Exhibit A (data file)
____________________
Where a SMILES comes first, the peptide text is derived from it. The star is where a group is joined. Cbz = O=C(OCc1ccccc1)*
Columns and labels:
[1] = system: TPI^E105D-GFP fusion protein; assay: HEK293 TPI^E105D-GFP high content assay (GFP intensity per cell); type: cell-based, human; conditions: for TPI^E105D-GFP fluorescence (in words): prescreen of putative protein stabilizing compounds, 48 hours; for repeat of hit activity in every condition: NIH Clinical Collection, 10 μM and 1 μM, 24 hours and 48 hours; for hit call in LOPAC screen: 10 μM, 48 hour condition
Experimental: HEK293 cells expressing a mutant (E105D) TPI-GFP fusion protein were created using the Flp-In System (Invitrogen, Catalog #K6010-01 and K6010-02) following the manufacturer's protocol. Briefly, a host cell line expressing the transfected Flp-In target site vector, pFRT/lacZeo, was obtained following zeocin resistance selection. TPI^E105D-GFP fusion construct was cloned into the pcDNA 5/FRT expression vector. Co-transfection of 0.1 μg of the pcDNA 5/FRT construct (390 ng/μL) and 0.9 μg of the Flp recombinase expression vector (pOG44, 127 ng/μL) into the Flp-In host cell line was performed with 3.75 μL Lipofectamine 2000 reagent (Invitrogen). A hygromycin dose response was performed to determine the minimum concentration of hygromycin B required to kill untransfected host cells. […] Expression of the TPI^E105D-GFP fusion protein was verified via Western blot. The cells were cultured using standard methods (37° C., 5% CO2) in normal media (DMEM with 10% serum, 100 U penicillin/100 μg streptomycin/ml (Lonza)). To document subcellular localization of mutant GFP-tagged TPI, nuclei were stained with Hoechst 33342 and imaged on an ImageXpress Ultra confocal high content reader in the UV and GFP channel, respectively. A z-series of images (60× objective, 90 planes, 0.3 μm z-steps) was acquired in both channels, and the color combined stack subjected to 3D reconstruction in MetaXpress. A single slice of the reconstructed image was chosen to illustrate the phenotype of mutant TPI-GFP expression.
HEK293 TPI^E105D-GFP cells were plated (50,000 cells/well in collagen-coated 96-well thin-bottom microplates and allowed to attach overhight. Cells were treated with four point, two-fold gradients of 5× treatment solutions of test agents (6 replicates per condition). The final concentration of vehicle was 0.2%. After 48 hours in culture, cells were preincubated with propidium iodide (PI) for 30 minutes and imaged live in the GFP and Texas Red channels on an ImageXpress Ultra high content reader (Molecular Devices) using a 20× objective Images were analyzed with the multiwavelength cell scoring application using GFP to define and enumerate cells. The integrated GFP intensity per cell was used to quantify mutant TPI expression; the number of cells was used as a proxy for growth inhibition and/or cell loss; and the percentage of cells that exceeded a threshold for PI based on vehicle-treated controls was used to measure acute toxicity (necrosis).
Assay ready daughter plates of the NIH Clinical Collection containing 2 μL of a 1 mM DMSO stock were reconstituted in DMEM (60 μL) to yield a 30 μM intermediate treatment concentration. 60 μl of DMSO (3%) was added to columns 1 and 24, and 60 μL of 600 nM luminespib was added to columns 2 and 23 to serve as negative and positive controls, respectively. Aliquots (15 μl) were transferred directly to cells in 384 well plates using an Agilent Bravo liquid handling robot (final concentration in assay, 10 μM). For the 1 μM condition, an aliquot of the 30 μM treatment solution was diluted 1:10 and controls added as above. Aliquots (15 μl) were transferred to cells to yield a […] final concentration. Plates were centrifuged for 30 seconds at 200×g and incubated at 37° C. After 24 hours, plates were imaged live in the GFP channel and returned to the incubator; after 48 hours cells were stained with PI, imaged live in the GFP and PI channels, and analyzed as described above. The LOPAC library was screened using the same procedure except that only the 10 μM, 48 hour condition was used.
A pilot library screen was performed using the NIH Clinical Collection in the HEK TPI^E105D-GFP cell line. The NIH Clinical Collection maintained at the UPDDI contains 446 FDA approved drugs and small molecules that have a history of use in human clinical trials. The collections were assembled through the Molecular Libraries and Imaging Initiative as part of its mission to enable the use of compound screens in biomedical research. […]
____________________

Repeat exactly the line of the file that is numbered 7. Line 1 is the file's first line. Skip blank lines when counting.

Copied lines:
A pilot library screen was performed using the NIH Clinical Collection in the HEK TPI^E105D-GFP cell line. The NIH Clinical Collection maintained at the UPDDI contains 446 FDA approved drugs and small molecules that have a history of use in human clinical trials. The collections were assembled through the Molecular Libraries and Imaging Initiative as part of its mission to enable the use of compound screens in biomedical research. […]